From left: soprano Lesley Garrett, singing after Bradley Wiggins’ victory in the Tour de France; British composer Andrew Lloyd Webber; music promoter Simon Cowell©Getty

From left: soprano Lesley Garrett, singing after Bradley Wiggins’ victory in the Tour de France; British composer Andrew Lloyd Webber; music promoter Simon Cowell

LB Absolutely. This idea of soft power is even more relevant to classical music. A sense of place and history is so important to orchestras. There’s a huge demand around the world for British orchestras – particularly in Asia. The problem we have is how to control how artists are represented. Here I’m particularly thinking of Lesley Garrett’s warbling rendition of the national anthem after Bradley Wiggins won the Tour de France. It was the very worst advertisement for British classical music.

PA Bradley Wiggins is such a magnificently British character. I watched him in a press conference and he was having none of the celebrity treatment that was being heaped upon him. It reminded me of how John Lennon treated the American press in the early 1960s. Lennon would speak with this brilliantly intelligent, sarcastic edge that was eventually taken on by the Rolling Stones. The brevity and the quirkiness, the weirdness, irreverence and wit of those great pop groups are absolute trademarks of British rock.

LHT Irreverence and wit wouldn’t apply to bands like Joy Division. Are we actually just desperately searching for some pattern in British music when there isn’t one?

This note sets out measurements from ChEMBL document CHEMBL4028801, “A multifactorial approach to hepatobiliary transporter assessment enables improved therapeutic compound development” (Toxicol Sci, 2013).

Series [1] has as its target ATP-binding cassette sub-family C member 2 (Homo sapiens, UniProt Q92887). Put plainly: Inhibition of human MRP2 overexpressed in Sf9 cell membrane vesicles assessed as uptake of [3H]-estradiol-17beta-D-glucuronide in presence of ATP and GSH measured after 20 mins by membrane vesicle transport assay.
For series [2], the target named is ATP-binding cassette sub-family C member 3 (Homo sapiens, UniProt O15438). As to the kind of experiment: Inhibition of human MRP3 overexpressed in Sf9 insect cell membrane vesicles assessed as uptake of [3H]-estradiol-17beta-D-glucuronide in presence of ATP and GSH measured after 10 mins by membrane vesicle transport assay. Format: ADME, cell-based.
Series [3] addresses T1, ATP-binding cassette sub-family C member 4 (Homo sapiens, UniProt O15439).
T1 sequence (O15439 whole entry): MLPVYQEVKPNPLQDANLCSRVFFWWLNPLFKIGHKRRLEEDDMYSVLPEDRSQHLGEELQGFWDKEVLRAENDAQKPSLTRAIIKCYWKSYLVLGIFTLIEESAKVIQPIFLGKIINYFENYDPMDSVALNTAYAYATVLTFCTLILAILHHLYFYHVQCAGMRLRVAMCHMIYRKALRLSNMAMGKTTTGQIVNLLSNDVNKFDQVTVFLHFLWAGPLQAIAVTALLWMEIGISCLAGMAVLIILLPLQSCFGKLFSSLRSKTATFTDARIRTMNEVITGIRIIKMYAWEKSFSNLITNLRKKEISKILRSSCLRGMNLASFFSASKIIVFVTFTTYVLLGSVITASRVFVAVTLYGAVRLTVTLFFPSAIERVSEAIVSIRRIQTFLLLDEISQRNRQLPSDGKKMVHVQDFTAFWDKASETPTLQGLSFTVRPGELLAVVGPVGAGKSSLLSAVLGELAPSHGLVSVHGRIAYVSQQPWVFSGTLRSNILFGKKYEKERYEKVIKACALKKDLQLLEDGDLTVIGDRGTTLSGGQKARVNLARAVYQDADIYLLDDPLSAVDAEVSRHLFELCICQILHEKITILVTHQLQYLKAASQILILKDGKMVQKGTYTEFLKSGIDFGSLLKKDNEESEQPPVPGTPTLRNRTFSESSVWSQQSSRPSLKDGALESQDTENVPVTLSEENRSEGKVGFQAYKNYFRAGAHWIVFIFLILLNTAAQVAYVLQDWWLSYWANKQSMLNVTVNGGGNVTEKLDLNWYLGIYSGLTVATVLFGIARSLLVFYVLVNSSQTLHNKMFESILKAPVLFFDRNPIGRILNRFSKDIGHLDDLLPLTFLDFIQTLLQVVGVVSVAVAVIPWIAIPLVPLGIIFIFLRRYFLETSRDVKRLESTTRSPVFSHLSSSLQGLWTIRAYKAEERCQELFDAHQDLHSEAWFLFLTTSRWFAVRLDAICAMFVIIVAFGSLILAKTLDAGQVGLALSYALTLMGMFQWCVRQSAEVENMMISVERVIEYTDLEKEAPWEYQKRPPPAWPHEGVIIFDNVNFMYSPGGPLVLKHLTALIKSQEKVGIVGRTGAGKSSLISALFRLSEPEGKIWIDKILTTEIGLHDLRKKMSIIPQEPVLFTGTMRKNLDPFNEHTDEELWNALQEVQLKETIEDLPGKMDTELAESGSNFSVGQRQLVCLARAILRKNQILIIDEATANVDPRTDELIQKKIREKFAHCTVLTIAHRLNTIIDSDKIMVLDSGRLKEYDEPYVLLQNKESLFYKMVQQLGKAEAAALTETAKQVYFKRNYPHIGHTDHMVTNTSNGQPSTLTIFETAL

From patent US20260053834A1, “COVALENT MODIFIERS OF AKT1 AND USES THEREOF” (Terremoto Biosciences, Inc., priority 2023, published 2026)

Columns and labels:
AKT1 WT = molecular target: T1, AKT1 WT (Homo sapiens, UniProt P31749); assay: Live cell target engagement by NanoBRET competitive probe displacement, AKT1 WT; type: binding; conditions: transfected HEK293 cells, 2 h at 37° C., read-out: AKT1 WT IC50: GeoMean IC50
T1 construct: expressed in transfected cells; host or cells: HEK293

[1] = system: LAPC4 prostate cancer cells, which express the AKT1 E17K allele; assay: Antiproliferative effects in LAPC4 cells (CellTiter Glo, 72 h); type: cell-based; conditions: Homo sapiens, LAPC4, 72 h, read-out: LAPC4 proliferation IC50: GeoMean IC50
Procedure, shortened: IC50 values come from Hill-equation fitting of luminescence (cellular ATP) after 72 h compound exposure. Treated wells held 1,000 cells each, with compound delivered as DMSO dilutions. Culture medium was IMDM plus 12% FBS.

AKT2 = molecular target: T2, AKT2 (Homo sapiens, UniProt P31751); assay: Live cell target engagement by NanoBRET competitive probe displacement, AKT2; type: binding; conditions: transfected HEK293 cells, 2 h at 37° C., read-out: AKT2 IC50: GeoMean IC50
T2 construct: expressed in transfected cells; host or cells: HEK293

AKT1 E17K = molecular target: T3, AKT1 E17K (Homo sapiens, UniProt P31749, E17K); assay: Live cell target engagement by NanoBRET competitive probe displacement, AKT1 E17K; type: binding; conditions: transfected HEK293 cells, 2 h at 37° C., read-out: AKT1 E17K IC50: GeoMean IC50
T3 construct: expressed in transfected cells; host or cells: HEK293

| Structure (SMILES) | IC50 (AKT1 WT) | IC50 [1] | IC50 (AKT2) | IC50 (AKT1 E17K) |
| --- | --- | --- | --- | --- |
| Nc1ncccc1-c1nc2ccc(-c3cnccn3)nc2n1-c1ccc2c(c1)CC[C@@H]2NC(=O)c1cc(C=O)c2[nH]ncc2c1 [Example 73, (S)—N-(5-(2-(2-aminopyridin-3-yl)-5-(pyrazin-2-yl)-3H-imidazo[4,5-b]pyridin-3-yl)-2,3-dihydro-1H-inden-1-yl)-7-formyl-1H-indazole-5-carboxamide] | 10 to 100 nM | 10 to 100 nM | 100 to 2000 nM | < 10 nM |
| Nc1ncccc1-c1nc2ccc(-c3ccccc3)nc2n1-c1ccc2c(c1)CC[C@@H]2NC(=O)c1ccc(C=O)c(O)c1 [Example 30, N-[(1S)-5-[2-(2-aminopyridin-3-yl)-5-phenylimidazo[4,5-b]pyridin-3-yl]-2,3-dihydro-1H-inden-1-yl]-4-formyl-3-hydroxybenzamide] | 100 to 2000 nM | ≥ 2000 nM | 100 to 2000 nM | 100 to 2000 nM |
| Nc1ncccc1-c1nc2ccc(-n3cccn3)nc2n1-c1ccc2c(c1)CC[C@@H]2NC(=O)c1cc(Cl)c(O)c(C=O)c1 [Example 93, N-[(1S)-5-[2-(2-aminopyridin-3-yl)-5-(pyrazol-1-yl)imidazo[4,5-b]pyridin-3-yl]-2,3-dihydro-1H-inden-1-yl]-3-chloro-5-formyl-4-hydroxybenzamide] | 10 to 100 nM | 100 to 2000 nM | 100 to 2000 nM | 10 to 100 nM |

LB I think some of the wit and irreverence Peter is referring to is lost when all these British musicians are presented together side by side at mega-concerts such as Olympic opening and closing ceremonies. I also wonder if anyone else was asked to take part but refused. Morrissey and the Smiths spring to mind.

PM For me, the Olympic ceremony was a final celebration of this extraordinary energy that came in the latter part of the 20th century.

LHT Which is the same period that the US held sway over the world, with Britain as its lieutenant. Which brings us to the “special relationship” and how British pop so often defines itself against what’s going on in the US. It strikes me as ironic that Churchill coined the phrase “special relationship” the very week he died, in 1965, when Petula Clark was number one in the US charts with “Downtown”, becoming the first British woman in the rock and roll era to achieve this. In “Downtown”, she sang about sidewalks and movie shows in a perfectly modulated Home Counties accent. So, in this negotiation between Britishness and Americanness, it seems pop music is the one area in which Britain has punched above its weight.